This is the second article in our ‘Confessions of a LinkedIn amateur‘ series. Debut’s own Content Creator Alex Ekong tries to find out if image is everything in his quest to build the perfect LinkedIn profile.
Right then. Where were we?
Last week, I rocked the careers journalism world to its core when I made the stunning revelation that I’ve never had a LinkedIn. I had my reasons, I had my doubts, but after weighing up all the information I had at my disposal I stopped fighting and let the LinkedIn plughole suck me down like the helpless spider I am.
Of course, the nature of my announcement last week led to me having to field a fair few questions. Here are some of the most popular:
1) How has the first week of the rest of your life been?
2) Why haven’t you accepted my LinkedIn request yet?
3) Why haven’t you accepted my LinkedIn request yet?! (Most frequently asked by Mum)
4) What do you intend to do now?
The answers to questions 1-3 will become apparent when I answer question 4 so, in typically rogueish fashion, I’m gonna start with that.
There’s quite clearly a lot more work to do if the branches of my LinkedIn are going to bear fruit. Connections are one thing and the first week of LinkedIn has been… quiet, let’s say, without them. But getting LinkedIn was never about doing things halfway. To make up for lost time, I need to go all out – make the perfect profile. To build my house of contacts, I’m gonna need to start by laying some groundwork. I decided to plumb for the obvious first stop.
Naturally, I’ve decided to start with what you see when you first land on my page. You might think, ‘Hmm, a bit weird that this whole article is gonna tackle something that’s 600 pixels wide’. Well, trust me – and I’m a professional after all, I have got a LinkedIn – this is probably the most important part.
In the very likely event that I start to garner so much influence on the Internet that people start building parody accounts of me, my LinkedIn will stand as my certified identity. Your LinkedIn header is basically your business card; where most of your identity resides. Hence, the importance of a picture-perfect headshot and a snappy blurb to get your point across.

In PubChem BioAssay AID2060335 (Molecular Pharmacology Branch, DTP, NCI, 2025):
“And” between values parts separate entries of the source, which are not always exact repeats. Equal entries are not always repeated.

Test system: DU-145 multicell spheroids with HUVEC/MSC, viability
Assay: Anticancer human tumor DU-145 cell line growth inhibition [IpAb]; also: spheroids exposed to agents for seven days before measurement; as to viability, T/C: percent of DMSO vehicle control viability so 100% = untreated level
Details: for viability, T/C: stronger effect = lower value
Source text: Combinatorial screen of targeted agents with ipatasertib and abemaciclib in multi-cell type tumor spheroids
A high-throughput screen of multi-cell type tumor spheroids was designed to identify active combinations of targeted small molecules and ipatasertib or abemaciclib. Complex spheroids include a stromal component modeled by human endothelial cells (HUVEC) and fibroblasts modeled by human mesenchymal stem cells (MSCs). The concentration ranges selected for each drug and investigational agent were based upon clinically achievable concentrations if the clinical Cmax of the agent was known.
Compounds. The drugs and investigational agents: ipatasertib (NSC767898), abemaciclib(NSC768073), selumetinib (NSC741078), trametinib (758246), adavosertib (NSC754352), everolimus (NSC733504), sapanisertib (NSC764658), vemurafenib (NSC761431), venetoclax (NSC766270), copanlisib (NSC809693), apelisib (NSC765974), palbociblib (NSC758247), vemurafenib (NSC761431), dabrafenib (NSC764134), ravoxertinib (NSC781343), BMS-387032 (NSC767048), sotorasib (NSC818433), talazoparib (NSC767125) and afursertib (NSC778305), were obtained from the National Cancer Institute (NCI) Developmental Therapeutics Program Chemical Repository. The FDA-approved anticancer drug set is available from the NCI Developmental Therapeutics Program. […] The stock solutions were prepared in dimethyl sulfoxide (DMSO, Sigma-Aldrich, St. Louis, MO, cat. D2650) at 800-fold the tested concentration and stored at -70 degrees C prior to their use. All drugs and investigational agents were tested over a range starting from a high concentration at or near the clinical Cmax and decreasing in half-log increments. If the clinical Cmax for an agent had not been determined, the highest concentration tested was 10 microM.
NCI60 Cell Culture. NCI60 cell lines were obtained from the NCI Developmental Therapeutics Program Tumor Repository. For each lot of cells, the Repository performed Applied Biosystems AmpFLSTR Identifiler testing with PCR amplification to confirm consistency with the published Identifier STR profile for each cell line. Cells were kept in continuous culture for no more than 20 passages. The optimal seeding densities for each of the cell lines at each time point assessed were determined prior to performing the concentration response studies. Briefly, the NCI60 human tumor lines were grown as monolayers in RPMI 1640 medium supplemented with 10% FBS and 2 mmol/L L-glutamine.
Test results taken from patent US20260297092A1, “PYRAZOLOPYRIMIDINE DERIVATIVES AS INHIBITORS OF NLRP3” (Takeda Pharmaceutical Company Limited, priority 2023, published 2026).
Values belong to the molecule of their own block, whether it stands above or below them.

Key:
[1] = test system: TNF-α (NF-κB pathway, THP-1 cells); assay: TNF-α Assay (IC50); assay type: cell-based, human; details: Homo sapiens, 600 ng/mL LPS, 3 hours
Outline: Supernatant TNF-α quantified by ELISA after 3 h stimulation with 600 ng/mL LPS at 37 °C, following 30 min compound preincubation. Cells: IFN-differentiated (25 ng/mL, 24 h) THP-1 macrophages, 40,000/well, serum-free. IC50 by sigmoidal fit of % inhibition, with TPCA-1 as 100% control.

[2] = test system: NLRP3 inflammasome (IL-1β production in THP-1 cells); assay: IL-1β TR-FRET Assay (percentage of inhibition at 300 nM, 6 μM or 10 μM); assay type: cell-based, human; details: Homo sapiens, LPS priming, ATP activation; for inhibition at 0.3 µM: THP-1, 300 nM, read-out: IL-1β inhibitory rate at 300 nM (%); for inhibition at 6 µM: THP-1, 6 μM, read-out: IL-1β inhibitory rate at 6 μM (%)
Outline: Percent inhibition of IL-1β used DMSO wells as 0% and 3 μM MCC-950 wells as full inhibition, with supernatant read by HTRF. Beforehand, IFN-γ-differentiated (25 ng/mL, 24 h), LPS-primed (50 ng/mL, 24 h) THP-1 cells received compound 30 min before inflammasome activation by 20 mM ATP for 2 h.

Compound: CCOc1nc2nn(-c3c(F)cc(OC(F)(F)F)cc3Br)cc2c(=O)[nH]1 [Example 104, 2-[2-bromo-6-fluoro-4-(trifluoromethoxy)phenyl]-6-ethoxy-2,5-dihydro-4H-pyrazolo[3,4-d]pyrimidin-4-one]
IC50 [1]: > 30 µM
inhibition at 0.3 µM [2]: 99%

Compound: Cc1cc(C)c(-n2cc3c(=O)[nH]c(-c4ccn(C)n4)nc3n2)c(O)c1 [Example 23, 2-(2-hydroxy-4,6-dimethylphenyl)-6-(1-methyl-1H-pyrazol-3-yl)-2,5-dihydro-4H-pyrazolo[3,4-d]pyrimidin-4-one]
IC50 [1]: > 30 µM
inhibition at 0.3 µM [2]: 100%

The art of a picture perfect LinkedIn headshot
Having previously admitted to not being photogenic, you’re probably wondering where this sudden surge of vanity has come from. Well, it turns out that, like most social networks, LinkedIn is all about image. It’s said that you get fourteen times more views on your profile with a profile photo than without. Naturally, that’s what we’re going for here.
But how does the ideal LinkedIn headshot actually look? I found LinkedIn Education Engagement Lead Charles Hardy’s take on it.
“Select a photo that represents how you want to be seen at work,” he says. “If your profile’s missing a photo – whether consciously or subconsciously – you get missed. People focus on the photos, not the silhouettes. We are social beings.”
I agreed thoroughly with his assessment, even if selecting a photo that represented how I want to be seen at work mean I wouldn’t be able to use the photo of me from Gradball 2016 that were so popular on Tinder.
No, I’d need a brand new one. Charles assured me that I wouldn’t need a professional photographer either, so I got the best alternative I could find – Debut’s Digital Designer Jonny Ballard. Only the best for my LinkedIn.